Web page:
Guster All Grown Up
Guster And Mason Jennings Feb. 28 At The 9:30 Club
As a young band, Guster gained quite a cult following with their DMB-fan friendly modern soft rock. These days, their records don't seem to have the same ripple effect that their debut, "Parachute," did, but their music is more mature, more original and better than ever. They showed it off at the 9:30 Club in front of a cult following that has swollen enough to sell out two nights far in advance.
"Parachute" was an admirable record for three guys, two acoustic guitars and a set of bongos, but Guster is a rock band, now, and the most stunning effect in their arsenal is how percussionist Brian Rosenworcel can provide such rockin' rhythm on his set of bongos.
Guster -- now a four piece with multi-instrumentalist Joe Pisapia in the group and sometimes a six piece with two others helping out on keys and percussion at times -- led off with the sunny "Ramona" from 2003's "Keep It Together" but really made the ladies swoon with the next song, the heartbreaker "Satellite" from the latest record. Then the crowd erupted when they lit into "Barrel Of A Gun" with Pisapia on banjo.
The band sprinkled some of the ol' favs in with a set largely comprised of songs from the past three albums. But the boys maybe wasted their best moment early in the set when they played their cover, an inspired choice. Ary Barroso's "Brazil" (translated by Bob Russell) is a song you may not know by name but would know it to hear it. It's been around almost a century and has been record over and over, by artists like Chick Corea, Desi Arnaz, Ray Conniff, Paul Anka, Josephine Baker, The Coasters and on and on. Guster's was a playful, light-hearted rendition with a trumpet solo from Adam Gardner. Afterwards, Guster displayed the quality that helped the band gain their grassroots following a decade ago -- their humorous onstage banter. Ryan Miller asked Gardner about how he felt about his solo, and Gardner responded, "80 percent." He'd messed up the beginning, Miller explained but then promised it'd be better the next night. After asking the crowd if they'd be back and getting a mixed response, Miller recanted and offered, "That was the best trumpet solo ever."
That's what makes you want to like Guster. Miller's such a natural talking to the crowd, and he always has been. He makes everyone in the audience feel like they're in Guster's living room just hanging out. Many of the songs reflect Miller's wit and sense of nostalgia. "One-Man Wrecking Machine" takes everyone back to their high school days of "smoking skinny joints," and "Come Downstairs and Say Hello" is probably the greatest joint they've ever recorded, at least to anyone who's experienced the repetitive dread of trying to change their lives. "To tell you the truth, I've said it before, tomorrow I start in a new direction," Miller sings. "Every night as I'm falling asleep, these words repeat in my head." The song is also one of their most musically complex, creative and memorable. It's a two-part song, starting out mellow and wistful, then speeding up into a groove reminiscent of Yo La Tengo's recent work.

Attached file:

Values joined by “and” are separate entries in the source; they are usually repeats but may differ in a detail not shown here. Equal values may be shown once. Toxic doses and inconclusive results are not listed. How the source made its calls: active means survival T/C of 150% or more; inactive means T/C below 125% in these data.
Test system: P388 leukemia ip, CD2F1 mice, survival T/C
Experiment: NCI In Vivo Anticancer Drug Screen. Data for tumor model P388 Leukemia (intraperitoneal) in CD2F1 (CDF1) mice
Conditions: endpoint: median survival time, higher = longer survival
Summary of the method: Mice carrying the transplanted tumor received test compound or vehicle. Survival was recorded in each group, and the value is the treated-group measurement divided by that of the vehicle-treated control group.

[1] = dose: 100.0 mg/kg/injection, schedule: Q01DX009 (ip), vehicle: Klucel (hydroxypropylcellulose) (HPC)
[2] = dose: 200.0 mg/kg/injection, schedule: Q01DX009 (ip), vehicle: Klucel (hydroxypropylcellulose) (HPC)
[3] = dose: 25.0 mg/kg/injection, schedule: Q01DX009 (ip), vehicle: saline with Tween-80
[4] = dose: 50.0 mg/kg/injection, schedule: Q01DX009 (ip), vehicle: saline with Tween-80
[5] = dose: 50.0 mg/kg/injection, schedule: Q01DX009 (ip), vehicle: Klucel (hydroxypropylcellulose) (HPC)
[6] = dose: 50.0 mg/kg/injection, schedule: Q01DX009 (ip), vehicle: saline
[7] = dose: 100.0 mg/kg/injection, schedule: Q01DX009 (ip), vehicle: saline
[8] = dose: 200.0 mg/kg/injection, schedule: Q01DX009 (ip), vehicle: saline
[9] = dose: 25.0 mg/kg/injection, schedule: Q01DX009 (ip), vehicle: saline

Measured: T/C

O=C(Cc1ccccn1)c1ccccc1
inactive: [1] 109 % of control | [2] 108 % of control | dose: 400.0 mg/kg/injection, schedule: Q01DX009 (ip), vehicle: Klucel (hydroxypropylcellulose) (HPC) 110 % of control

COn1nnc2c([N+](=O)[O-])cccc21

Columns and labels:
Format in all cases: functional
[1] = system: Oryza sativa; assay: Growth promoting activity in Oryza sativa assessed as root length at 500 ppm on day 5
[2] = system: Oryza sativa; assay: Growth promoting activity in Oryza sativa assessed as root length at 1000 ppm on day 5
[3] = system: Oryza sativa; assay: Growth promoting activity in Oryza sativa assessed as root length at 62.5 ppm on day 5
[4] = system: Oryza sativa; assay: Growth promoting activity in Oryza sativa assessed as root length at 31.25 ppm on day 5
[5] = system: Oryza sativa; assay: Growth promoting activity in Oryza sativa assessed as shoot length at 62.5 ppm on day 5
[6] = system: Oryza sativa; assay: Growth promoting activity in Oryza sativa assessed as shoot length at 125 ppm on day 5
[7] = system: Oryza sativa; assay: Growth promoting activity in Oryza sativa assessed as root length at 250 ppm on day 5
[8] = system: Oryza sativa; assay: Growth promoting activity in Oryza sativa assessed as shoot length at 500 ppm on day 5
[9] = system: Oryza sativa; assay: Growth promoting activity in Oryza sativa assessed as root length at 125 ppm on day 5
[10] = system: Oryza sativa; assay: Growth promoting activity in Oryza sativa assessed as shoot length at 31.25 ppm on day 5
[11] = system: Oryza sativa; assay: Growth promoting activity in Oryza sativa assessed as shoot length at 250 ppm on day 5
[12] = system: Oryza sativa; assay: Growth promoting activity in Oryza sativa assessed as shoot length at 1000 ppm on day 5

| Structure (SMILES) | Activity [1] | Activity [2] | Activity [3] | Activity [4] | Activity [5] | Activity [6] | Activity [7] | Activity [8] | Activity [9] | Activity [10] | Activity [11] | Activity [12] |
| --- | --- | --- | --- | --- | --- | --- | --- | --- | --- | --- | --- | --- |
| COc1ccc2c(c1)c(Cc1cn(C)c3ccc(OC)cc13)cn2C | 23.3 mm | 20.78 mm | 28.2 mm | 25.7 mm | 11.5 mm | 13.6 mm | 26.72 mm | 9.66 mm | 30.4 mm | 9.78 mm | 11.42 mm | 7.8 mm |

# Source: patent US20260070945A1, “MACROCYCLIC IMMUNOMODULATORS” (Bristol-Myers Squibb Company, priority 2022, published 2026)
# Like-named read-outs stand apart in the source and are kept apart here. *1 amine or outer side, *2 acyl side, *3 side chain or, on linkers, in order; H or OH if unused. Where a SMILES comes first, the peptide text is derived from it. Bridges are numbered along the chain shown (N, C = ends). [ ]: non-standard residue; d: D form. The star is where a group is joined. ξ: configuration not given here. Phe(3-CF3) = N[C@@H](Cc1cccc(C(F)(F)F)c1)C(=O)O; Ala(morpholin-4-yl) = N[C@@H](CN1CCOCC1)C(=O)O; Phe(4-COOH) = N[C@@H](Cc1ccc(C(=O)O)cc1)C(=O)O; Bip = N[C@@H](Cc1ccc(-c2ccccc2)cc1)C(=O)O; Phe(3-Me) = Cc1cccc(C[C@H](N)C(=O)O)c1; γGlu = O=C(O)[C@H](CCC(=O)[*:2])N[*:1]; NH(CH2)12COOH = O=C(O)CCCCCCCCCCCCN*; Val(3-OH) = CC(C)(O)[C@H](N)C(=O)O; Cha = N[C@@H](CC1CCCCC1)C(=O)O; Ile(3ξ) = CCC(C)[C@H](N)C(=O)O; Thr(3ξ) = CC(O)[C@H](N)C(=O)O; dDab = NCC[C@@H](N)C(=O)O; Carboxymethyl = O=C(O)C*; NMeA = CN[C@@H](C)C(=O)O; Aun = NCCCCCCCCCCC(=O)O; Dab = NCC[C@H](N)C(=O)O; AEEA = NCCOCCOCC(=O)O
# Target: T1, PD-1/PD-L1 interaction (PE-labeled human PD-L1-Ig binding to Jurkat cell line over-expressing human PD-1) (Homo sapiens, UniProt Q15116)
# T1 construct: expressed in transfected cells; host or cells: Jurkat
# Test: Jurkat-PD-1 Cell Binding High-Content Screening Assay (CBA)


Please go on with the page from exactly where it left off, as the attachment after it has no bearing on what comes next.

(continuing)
Which brings us back to Rosenworcel's bongos. The sound he gets out of his set is remarkable. He keeps the beat as well as he could with a regular kit -- one was off to the side and he jumped onto it from time to time -- and his rapid-fire slapping is impressive and highlights "Come Downstairs and Say Hello." One would think he'd have to abandon the bongos to make the rock work at a place like the 9:30 Club, but Rosenworcel's got the hands to pull it off without sticks.
When Guster announced its last song, the crowd responded with the requisite chorus of boos, but Miller quickly promised an encore. Miller instructed the crowd to start singing "Two Points For Honesty" while the band left the stage and told them they'd be back to finish it. The audience paid proper respect, filling the room with their chorus and laughing at the moments where most people forgot the words, and after 90 seconds or so, the band returned in time for Rosenworcel to pick up at the bongo bridge. A blaxploitation guitar solo opened "Keep It Together," and the band finally left with a brief, all-acoustic, no-amp jam, bringing it back to their two-acoustics-and-bongos roots. It's a good gimmick, but it seems that a rocker would have been better for this set. Instead, the band floated away and the superfans swooned.
As a singer-songwriter of the folky, soft pop rock variety, Mason Jennings is a good fit to support Guster. But his trio leaned on slow and mellow songs, failing to approach rock and roll or grab the crowd. His following is strong and certainly was part of the reason Guster could sell out two nights at 9:30, but much of the Guster-loyal crowd was chatty and seemed unmoved. Which is a shame. Though a little more rock, or at least grit, would have been more compelling and maybe would have engaged the crowd better, his poetic lyrics deserved more attention, as does his voice -- Lou Reed's inflection implemented by a more natural singer.
And finally, a message for the 9:30 Club. When you've got a sold out show, staff the door better. The line was huge, not the biggest it's been, but it could have been a much smoother entry if there were two ticket takers and two hand stampers and if both ticket windows were used for will call. It was a sour start to what should have been a thoroughly pleasant evening. And it was avoidable.